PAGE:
Trust Deed Constitution for a Charitable Trust
This Trust Deed Constitution for a Charitable Trust is designed for use where it is decided that the charity should not be set up in a corporate form, and that it would be more appropriate to use instead the Constitution for an Unincorporated Charity.
Since the charity will be in the form of a trust and not in a corporate form, it will not have an independent legal identity/personality. This means that its trustees will be more at risk of personal liability for debts or other liabilities than trustees of an incorporated organisation. However, if they act honestly and reasonably and the charity has sufficient assets to meet liabilities, the trustees will not normally become personally liable. It is advisable for the charity to take specific legal advice on this point, and also to take out suitable insurance.
Assuming that the charity’s annual income exceeds £5,000, it will need to register with the Charity Commission but one of the advantages of setting up a charity in the form of a trust (rather than in corporate form) is that its administration and regulation will be simpler and less expensive since it will not be subject to any requirements of company law.
This Trust Deed Constitution for a Charitable Trust takes into account the needs of charities and the requirements of charity law, and it follows very closely the Charity Commission’s Model Trust Deed for Charitable Trusts. (Crown copyright in the Commission’s Model is hereby acknowledged.)
Setting up a charity using a Trust Deed will be appropriate where:
• the charity is set up with a specific sum of money by a group of people who become its trustees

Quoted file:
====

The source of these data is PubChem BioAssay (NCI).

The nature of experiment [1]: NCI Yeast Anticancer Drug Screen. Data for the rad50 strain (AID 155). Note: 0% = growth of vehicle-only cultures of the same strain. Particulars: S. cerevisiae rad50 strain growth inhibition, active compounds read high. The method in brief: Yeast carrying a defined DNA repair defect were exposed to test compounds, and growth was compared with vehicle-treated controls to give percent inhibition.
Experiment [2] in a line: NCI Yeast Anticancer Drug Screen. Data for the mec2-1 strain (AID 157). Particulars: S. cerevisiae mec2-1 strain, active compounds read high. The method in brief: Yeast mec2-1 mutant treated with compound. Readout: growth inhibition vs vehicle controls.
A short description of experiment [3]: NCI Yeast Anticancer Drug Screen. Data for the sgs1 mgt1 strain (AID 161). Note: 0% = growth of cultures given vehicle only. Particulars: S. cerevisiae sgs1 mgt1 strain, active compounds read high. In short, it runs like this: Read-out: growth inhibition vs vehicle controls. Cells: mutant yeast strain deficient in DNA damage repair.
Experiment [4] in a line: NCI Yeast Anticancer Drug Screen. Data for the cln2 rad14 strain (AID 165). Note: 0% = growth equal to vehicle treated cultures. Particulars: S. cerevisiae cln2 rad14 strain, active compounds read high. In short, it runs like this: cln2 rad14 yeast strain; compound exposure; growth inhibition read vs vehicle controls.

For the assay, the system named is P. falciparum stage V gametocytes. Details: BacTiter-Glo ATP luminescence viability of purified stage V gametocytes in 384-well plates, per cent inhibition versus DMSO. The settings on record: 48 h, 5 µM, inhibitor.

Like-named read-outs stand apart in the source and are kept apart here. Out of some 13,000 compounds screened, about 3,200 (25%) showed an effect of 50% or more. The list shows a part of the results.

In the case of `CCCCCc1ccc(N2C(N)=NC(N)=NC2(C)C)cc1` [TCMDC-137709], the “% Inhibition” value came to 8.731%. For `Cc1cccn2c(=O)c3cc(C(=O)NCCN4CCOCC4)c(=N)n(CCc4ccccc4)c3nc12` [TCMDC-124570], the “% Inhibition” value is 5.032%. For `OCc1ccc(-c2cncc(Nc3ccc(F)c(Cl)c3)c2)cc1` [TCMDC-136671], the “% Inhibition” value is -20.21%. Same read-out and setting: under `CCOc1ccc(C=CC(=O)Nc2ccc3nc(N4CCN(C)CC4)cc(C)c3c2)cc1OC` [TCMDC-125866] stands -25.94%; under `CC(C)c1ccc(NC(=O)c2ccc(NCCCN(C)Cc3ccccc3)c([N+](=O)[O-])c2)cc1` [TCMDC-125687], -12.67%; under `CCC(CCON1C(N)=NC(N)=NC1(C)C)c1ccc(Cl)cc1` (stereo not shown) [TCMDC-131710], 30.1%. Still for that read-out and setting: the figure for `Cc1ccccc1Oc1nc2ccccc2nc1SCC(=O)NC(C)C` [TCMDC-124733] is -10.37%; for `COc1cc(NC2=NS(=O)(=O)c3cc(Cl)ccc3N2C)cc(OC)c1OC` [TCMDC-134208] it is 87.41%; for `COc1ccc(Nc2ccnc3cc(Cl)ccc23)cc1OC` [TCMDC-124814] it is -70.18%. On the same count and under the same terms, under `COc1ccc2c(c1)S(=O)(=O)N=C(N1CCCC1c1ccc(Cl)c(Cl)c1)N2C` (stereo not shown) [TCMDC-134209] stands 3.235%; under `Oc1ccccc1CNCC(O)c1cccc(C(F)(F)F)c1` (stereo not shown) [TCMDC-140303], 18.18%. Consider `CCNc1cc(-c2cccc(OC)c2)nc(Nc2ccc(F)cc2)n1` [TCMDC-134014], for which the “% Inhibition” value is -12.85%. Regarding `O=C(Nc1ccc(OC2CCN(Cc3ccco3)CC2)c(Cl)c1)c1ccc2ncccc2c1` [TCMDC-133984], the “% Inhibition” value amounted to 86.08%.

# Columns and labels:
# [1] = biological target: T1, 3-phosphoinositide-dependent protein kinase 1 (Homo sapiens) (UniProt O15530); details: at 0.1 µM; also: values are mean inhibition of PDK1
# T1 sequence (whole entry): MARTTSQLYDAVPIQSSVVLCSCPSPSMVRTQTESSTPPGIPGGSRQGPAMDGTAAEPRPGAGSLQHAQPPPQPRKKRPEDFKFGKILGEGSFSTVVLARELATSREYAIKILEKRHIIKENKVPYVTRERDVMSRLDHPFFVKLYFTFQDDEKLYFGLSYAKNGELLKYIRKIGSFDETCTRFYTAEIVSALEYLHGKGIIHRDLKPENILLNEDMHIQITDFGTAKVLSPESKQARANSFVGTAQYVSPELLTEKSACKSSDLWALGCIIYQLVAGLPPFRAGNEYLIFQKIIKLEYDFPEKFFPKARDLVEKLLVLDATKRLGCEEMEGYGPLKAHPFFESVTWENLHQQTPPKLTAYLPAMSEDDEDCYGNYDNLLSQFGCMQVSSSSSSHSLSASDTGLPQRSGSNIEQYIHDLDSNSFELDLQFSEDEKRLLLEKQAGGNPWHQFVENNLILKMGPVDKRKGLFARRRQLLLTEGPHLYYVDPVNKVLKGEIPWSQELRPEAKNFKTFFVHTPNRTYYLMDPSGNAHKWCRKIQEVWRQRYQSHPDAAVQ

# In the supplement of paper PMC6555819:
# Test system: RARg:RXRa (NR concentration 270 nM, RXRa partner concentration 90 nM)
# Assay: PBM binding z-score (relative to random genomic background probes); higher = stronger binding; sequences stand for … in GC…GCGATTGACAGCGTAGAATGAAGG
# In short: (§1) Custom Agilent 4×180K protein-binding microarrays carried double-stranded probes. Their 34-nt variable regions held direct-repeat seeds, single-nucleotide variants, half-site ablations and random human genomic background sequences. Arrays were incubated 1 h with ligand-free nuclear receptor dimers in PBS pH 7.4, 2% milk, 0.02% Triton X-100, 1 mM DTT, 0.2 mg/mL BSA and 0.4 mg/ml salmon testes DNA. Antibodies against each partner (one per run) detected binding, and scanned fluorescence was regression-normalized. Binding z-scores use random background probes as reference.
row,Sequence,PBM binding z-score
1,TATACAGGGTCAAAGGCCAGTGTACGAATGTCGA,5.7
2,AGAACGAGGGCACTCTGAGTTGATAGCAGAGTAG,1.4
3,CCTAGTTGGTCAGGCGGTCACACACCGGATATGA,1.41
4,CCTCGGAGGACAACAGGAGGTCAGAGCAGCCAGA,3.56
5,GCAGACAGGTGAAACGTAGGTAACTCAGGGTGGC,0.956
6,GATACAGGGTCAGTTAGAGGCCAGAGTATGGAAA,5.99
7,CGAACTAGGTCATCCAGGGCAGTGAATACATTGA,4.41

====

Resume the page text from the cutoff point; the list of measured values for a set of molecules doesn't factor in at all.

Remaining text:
• the trustees hold any property for the benefit of the community for whose benefit the charity is set up
• the charity makes grants
• the organisation and administration of the charity will be fairly simple
• the charity will not have a membership
• the annual income of the charity may be substantial. (A charity whose income will not exceed £5000 should instead use the Short Form Constitution for a Small Unincorporated Charity in this Sub-folder)
• the charity will not need to raise finance by borrowing or from subscriptions
• freehold or leasehold land or other substantial property may be held (but it will not be in the name of the trust itself but instead in the names of the trustees or some of them)
• the charity will have few or no employees
• the charity will not enter into commercial contracts, deliver services, or engage in activities involving commercial risks
Where the charity is to be involved in such contracts or activities, consideration should be given, and legal advice taken, as to whether it should be formed as a company instead; that would provide better protection from personal liability for the charity’s debts which may make it easier to recruit trustees.
If a company is to be used instead, the charity could adopt the Charity Articles of Association-Private Company Limited By Guarantee.
The charity’s purposes (as described in the Trust Deed) must be charitable and it must have demonstrable public benefit, otherwise it will not be a charity in law. The Charity Commission website includes guidance on public benefit and on what purposes are charitable.
If it is a charity in law, it may refer to itself as a “charity”, but not otherwise. If HMRC has also formally recognised it as charitable and it has a tax number, it may state that it is recognised by HMRC but it must not publicly quote its tax number or suggest that it is “registered” or has “charity status”. If it is recognised by HMRC it may claim gift aid on payments made to it.
This Trust Deed provides for the charity to be run by three or more trustees.
This template is in open format. Either enter the requisite details in the highlighted fields or adjust the wording to suit your purposes.
Optional phrases / clauses are enclosed in square brackets. These should be read carefully and selected so as to be compatible with one another. Unused options should be removed from the document.